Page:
Delaware, OH – July 2018 – Fun with Funghi

Our hot weekend continued with a visit to a local Metro Park – Gallant Woods – that was holding a ‘Mushroom Hike’. Lead by Kari, one of the Education leaders from the park service, we wandered through the woods for an hour while she and others spotted various types of mushrooms.

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Our group was small, with Kari and another family who was into foraging for mushrooms, making it very educational.

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Most of the mushrooms were quite small, but still very interesting.

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We found interesting growth on trees.

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A red one on a small twig.

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Mushy ones on another dead tree.

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It was fascinating how when you start looking closely how many different types there are. Much time was spent explaining how difficult it is to see the difference between poisonous ones and those that are edible.

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Kari would often pick them to give us a closer look.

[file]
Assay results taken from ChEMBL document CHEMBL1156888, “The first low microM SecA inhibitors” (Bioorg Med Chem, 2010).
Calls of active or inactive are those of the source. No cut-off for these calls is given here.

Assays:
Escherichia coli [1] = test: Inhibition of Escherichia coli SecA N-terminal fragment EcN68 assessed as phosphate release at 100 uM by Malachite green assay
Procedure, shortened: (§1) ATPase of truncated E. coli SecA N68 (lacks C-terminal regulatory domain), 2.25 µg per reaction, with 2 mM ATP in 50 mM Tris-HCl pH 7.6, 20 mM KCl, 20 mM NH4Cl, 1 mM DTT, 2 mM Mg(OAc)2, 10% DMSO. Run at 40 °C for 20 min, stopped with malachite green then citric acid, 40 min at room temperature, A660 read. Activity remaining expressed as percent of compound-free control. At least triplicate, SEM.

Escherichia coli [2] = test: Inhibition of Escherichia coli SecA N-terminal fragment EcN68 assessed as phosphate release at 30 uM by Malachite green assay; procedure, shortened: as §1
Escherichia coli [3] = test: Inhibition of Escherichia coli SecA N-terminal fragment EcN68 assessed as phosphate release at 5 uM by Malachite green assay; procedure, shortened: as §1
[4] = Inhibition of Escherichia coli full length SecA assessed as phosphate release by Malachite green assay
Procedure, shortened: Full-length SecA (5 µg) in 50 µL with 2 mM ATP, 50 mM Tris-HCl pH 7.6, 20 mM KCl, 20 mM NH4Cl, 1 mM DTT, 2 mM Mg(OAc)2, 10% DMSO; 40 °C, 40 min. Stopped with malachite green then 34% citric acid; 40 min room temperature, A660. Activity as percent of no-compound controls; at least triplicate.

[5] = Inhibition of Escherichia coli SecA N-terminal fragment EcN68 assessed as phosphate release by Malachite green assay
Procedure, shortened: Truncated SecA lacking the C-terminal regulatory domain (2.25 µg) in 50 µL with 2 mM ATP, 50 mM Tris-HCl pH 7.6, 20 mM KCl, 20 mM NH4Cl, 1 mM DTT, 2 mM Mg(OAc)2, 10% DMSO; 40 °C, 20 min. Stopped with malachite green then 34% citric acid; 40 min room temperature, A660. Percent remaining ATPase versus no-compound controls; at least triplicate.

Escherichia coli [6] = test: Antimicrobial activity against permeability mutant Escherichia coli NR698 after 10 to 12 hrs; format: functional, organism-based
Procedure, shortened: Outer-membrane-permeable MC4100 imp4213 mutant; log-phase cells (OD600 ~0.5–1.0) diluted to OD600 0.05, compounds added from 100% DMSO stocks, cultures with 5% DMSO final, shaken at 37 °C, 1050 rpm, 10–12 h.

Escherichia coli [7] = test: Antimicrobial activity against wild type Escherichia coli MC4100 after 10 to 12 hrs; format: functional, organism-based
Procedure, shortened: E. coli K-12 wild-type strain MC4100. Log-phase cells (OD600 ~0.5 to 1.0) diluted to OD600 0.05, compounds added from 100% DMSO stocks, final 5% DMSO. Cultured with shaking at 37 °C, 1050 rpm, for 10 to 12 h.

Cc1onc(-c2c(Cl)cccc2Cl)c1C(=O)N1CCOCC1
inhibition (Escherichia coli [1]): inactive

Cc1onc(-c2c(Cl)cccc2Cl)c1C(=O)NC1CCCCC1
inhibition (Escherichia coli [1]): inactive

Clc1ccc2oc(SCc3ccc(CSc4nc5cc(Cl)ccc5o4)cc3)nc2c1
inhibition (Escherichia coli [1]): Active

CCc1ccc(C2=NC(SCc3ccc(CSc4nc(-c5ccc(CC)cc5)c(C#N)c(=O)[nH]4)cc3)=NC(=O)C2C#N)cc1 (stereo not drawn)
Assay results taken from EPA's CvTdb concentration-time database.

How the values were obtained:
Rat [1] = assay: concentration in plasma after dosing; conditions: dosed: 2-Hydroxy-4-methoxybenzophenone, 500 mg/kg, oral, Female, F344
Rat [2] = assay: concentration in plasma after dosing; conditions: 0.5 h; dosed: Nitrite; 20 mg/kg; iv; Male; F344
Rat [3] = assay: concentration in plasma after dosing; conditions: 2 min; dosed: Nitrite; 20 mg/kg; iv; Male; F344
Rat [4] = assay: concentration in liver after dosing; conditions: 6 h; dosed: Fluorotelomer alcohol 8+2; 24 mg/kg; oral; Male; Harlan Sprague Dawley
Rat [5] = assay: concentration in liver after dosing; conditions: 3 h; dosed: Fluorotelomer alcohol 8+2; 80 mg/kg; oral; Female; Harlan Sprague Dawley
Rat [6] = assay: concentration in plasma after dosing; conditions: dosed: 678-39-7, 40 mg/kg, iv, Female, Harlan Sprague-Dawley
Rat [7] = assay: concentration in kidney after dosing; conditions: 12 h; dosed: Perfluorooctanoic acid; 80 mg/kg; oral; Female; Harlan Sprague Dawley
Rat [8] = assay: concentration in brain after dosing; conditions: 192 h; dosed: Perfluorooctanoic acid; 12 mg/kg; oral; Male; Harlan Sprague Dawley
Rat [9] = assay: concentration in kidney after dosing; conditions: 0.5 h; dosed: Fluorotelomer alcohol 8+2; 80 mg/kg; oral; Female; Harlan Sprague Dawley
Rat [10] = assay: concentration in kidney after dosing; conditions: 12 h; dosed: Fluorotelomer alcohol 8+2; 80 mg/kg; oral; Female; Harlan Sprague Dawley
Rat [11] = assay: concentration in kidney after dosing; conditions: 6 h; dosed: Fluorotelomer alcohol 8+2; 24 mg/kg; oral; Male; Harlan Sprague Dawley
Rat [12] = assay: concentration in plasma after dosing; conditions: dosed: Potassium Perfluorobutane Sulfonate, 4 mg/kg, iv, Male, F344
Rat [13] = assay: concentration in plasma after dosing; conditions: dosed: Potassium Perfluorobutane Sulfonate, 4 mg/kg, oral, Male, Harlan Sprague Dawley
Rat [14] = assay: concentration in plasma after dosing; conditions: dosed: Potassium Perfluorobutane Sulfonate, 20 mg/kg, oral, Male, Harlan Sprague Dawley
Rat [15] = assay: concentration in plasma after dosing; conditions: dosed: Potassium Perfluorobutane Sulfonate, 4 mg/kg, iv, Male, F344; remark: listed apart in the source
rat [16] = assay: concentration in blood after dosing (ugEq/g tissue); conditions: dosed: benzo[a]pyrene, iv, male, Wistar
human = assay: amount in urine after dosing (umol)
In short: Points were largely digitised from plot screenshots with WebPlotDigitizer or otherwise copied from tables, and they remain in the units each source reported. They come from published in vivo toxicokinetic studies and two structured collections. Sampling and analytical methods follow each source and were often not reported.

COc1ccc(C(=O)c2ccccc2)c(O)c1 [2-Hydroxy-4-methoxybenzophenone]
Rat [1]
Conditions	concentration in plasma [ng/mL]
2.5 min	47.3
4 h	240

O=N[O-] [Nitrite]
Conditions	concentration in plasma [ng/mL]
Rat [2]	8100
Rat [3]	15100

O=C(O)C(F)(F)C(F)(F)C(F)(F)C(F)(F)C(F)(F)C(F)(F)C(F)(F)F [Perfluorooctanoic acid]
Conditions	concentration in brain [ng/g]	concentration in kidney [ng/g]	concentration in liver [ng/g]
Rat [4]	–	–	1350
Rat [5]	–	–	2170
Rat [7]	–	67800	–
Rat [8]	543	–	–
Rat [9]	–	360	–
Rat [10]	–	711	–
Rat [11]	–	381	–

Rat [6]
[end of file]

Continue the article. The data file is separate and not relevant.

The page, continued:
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When you looked closely the details are amazing.

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One large tree had them growing all the way up the 50′ tall tree.

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While you are supposed to leave the mushrooms where they grow for others to enjoy, we were permitted to keep some since Kari picked them as part of our tour.

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Across the road is the original homestead complete with a restored 1930s farm house.

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The entire county parks system is featuring flight this year so one of the barns had a great exhibit with model planes.

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The exhibit’s planes were very impressive.

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We thoroughly enjoyed our hike with Kari, and the time spent with the other staff and volunteers afterwards in the farm house. The staff was even kind enough to share some mushroom quiche they had been preparing in the 1930s stove.

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Delaware, OH – April 2018 – Architectural Tour

The small city of Delaware, Ohio is the county seat of a county of the same name. Located just north of Columbus it was for more than 150 years the center of a farming county, as well as the home of the small college, Ohio Wesleyan.